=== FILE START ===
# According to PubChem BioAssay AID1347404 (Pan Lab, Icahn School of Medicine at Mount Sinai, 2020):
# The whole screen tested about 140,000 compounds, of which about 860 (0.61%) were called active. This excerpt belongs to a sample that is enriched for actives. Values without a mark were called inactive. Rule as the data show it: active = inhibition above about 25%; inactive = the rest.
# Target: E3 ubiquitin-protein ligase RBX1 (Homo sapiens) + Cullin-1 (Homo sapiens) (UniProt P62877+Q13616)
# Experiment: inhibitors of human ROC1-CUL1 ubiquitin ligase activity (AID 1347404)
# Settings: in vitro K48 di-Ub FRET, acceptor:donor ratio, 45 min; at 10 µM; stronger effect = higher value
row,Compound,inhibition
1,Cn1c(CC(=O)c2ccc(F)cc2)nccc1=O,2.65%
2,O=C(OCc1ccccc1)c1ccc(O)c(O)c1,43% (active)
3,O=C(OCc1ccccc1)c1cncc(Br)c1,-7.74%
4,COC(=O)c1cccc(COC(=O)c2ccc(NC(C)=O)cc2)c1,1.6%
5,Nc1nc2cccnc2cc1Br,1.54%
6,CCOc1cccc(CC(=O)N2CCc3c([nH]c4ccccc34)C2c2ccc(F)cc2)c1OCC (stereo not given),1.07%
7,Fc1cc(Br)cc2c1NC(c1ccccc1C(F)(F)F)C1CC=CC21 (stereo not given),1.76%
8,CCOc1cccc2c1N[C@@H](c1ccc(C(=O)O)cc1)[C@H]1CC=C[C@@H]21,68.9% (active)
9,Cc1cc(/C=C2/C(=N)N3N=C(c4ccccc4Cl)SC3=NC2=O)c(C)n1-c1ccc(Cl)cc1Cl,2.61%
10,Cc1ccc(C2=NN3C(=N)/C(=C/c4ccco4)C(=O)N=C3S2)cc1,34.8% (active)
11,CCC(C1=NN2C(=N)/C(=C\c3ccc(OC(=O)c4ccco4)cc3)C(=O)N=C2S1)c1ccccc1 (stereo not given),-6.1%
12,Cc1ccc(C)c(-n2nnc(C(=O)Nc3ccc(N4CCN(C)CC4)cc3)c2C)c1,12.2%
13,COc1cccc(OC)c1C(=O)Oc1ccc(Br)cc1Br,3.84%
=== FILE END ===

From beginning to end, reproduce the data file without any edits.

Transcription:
# According to PubChem BioAssay AID1347404 (Pan Lab, Icahn School of Medicine at Mount Sinai, 2020):
# The whole screen tested about 140,000 compounds, of which about 860 (0.61%) were called active. This excerpt belongs to a sample that is enriched for actives. Values without a mark were called inactive. Rule as the data show it: active = inhibition above about 25%; inactive = the rest.
# Target: E3 ubiquitin-protein ligase RBX1 (Homo sapiens) + Cullin-1 (Homo sapiens) (UniProt P62877+Q13616)
# Experiment: inhibitors of human ROC1-CUL1 ubiquitin ligase activity (AID 1347404)
# Settings: in vitro K48 di-Ub FRET, acceptor:donor ratio, 45 min; at 10 µM; stronger effect = higher value
row,Compound,inhibition
1,Cn1c(CC(=O)c2ccc(F)cc2)nccc1=O,2.65%
2,O=C(OCc1ccccc1)c1ccc(O)c(O)c1,43% (active)
3,O=C(OCc1ccccc1)c1cncc(Br)c1,-7.74%
4,COC(=O)c1cccc(COC(=O)c2ccc(NC(C)=O)cc2)c1,1.6%
5,Nc1nc2cccnc2cc1Br,1.54%
6,CCOc1cccc(CC(=O)N2CCc3c([nH]c4ccccc34)C2c2ccc(F)cc2)c1OCC (stereo not given),1.07%
7,Fc1cc(Br)cc2c1NC(c1ccccc1C(F)(F)F)C1CC=CC21 (stereo not given),1.76%
8,CCOc1cccc2c1N[C@@H](c1ccc(C(=O)O)cc1)[C@H]1CC=C[C@@H]21,68.9% (active)
9,Cc1cc(/C=C2/C(=N)N3N=C(c4ccccc4Cl)SC3=NC2=O)c(C)n1-c1ccc(Cl)cc1Cl,2.61%
10,Cc1ccc(C2=NN3C(=N)/C(=C/c4ccco4)C(=O)N=C3S2)cc1,34.8% (active)
11,CCC(C1=NN2C(=N)/C(=C\c3ccc(OC(=O)c4ccco4)cc3)C(=O)N=C2S1)c1ccccc1 (stereo not given),-6.1%
12,Cc1ccc(C)c(-n2nnc(C(=O)Nc3ccc(N4CCN(C)CC4)cc3)c2C)c1,12.2%
13,COc1cccc(OC)c1C(=O)Oc1ccc(Br)cc1Br,3.84%